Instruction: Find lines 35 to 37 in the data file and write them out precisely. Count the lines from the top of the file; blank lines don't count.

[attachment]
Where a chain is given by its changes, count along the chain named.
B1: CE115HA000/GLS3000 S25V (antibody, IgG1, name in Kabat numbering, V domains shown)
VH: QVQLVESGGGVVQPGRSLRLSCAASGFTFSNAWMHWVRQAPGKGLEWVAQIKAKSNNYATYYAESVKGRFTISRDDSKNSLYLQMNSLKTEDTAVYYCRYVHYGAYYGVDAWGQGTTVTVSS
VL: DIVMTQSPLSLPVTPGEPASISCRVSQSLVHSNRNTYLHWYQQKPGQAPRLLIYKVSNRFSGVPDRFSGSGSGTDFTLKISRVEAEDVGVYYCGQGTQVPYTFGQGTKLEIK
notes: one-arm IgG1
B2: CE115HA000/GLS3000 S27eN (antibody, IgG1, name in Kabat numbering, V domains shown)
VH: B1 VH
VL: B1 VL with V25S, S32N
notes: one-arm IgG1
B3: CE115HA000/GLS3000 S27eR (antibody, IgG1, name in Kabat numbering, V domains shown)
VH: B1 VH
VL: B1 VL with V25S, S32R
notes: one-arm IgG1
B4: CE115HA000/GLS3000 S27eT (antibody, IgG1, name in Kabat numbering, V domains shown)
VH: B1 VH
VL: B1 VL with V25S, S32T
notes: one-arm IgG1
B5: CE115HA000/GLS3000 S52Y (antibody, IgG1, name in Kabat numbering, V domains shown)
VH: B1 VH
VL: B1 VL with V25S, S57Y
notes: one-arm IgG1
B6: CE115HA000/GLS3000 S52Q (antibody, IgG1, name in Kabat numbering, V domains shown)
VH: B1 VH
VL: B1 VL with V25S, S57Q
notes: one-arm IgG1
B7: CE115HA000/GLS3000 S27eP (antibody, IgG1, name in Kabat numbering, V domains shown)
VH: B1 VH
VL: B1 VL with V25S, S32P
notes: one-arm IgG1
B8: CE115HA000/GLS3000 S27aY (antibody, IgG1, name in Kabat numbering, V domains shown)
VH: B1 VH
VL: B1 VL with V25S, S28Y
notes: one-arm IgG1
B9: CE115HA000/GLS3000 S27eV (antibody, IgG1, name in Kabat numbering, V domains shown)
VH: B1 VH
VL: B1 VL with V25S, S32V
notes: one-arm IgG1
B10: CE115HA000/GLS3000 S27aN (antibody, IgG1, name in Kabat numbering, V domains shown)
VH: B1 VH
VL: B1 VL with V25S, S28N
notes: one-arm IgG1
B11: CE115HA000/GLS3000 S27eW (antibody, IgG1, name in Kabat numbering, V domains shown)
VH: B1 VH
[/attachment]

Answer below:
VH: B1 VH
VL: B1 VL with V25S, S32V
notes: one-arm IgG1